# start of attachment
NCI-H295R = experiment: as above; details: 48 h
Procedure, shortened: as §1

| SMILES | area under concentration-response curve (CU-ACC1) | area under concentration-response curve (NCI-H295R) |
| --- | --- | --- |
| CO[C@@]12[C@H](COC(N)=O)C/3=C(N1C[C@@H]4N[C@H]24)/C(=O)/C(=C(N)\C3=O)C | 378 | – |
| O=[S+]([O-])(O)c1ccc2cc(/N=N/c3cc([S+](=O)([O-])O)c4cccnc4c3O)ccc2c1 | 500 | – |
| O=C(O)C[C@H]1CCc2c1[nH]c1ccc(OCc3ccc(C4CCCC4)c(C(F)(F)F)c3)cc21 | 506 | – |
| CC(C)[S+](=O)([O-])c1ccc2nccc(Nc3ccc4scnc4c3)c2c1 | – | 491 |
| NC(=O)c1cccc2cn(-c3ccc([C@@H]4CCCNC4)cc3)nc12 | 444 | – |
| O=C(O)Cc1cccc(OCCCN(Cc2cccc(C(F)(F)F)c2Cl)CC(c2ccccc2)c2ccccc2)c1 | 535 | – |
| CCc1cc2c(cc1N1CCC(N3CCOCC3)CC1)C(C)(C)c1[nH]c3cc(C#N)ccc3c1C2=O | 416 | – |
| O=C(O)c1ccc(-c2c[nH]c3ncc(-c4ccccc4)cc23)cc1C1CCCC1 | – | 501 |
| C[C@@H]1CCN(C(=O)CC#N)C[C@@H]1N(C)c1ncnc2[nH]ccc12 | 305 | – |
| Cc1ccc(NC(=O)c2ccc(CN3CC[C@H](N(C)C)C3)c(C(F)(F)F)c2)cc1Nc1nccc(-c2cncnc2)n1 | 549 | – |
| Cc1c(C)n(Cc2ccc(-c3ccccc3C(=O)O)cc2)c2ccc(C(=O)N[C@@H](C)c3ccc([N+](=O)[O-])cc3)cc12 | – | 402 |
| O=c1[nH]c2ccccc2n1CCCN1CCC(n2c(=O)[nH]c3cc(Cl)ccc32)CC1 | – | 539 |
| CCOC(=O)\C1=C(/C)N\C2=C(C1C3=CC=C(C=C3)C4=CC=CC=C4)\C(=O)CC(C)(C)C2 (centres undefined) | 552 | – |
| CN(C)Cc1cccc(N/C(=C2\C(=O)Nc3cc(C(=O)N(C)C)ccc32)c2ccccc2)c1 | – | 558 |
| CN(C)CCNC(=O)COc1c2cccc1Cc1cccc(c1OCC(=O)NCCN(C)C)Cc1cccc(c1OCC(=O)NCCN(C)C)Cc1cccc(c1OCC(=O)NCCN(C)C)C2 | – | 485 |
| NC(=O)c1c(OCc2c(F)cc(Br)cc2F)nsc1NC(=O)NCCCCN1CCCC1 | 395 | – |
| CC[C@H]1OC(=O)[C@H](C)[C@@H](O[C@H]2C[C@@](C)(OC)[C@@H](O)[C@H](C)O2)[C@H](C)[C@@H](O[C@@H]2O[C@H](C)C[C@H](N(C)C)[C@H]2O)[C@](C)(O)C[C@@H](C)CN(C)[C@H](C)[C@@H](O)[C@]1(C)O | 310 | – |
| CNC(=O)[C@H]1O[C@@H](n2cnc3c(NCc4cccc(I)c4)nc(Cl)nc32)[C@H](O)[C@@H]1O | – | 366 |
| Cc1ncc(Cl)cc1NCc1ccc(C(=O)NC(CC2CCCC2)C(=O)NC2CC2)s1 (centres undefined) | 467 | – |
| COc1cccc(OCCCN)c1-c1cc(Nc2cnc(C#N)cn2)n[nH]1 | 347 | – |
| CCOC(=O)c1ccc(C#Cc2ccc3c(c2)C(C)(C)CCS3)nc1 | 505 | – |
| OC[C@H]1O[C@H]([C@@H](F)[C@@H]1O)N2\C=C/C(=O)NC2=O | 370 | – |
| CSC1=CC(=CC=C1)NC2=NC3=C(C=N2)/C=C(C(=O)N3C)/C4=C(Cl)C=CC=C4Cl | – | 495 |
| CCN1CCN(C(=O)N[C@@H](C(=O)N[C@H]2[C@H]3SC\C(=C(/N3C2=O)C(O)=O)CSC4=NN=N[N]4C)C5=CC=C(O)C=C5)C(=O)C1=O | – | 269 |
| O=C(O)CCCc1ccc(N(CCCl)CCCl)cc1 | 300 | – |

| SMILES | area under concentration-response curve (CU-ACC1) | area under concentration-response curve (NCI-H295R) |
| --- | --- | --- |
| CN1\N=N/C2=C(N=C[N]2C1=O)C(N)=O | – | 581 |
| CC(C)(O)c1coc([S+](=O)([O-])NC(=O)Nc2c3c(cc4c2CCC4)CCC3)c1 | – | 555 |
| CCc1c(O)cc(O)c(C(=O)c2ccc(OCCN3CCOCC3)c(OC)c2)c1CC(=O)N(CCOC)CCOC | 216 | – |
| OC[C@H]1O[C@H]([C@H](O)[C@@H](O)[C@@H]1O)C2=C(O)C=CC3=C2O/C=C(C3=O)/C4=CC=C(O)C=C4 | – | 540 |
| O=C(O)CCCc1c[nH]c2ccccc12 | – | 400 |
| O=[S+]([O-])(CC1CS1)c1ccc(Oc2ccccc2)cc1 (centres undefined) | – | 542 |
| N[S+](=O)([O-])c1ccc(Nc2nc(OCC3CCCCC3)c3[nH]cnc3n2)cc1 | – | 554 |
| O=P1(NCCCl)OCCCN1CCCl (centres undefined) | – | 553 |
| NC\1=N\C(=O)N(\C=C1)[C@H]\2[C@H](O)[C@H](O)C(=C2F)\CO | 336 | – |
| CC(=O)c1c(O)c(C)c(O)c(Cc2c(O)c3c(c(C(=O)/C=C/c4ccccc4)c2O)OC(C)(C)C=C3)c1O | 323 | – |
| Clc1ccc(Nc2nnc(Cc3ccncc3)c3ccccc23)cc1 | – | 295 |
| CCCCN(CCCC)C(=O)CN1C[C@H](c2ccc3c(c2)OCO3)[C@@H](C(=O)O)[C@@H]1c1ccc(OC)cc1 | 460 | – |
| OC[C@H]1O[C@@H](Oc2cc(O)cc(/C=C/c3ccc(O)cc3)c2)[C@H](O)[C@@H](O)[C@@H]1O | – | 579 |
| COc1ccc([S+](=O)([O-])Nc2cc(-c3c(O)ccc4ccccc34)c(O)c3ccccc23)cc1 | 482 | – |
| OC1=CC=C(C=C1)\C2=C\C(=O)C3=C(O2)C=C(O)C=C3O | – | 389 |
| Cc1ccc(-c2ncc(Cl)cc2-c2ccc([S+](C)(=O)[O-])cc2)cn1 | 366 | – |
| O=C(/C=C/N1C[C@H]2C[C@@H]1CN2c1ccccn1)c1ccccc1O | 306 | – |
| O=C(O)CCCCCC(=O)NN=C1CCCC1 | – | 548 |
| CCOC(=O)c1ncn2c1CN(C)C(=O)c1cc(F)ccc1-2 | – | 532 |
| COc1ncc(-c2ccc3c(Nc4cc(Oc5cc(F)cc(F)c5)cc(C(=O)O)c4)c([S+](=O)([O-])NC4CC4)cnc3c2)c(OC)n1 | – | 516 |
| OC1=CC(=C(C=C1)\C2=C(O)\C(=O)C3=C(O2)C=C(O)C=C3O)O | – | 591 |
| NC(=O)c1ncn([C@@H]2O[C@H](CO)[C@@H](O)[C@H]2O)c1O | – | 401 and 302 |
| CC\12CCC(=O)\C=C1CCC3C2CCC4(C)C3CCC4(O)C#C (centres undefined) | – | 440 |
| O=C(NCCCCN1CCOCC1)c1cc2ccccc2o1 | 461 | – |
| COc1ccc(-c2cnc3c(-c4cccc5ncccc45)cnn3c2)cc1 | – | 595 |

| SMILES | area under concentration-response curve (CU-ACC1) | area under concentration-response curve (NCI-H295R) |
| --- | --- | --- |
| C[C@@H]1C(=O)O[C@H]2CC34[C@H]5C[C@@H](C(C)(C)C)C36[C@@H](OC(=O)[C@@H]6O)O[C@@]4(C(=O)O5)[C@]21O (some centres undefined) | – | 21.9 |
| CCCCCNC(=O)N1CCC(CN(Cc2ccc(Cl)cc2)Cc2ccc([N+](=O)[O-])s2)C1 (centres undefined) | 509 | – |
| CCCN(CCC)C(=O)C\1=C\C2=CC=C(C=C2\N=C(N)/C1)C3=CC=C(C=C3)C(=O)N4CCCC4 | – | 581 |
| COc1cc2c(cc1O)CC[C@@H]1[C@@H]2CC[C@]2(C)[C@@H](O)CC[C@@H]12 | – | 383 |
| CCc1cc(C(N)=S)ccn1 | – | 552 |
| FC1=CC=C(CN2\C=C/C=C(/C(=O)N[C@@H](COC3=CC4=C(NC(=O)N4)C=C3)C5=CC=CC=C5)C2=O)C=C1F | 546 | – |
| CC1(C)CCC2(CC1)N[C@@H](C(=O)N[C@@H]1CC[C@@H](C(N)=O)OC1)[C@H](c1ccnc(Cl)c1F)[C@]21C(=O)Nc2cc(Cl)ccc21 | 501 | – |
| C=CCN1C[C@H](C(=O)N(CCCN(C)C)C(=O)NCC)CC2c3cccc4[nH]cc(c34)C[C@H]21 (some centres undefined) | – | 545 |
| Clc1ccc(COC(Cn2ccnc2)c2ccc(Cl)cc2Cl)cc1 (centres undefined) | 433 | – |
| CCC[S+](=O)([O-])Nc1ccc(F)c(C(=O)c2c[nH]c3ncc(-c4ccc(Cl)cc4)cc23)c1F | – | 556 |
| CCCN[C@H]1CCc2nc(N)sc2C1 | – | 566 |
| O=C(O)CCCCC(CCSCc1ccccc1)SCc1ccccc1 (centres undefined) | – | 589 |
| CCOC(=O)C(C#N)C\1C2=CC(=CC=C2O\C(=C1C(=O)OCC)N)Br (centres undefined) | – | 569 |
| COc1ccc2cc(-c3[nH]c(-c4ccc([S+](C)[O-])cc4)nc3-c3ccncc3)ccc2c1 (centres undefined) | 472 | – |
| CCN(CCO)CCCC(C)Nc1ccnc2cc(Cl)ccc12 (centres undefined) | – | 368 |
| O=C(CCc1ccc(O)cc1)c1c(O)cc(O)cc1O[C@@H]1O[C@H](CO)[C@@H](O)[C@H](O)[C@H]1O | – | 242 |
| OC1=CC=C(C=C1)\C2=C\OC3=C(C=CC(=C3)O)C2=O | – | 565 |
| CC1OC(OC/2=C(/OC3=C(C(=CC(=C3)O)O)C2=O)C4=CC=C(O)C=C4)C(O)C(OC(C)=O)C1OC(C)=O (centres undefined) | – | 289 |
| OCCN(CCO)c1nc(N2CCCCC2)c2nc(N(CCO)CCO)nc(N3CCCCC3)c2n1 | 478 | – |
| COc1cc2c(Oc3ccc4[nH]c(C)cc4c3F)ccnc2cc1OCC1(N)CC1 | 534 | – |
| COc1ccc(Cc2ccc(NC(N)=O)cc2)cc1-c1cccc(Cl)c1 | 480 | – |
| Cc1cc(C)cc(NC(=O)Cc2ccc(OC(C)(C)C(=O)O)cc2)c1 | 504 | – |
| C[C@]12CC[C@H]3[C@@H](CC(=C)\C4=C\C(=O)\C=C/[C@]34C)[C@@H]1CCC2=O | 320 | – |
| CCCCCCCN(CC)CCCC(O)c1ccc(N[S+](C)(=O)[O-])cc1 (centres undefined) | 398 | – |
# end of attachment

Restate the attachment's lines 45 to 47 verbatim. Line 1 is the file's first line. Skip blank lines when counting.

| COc1ccc([S+](=O)([O-])Nc2cc(-c3c(O)ccc4ccccc34)c(O)c3ccccc23)cc1 | 482 | – |
| OC1=CC=C(C=C1)\C2=C\C(=O)C3=C(O2)C=C(O)C=C3O | – | 389 |
| Cc1ccc(-c2ncc(Cl)cc2-c2ccc([S+](C)(=O)[O-])cc2)cn1 | 366 | – |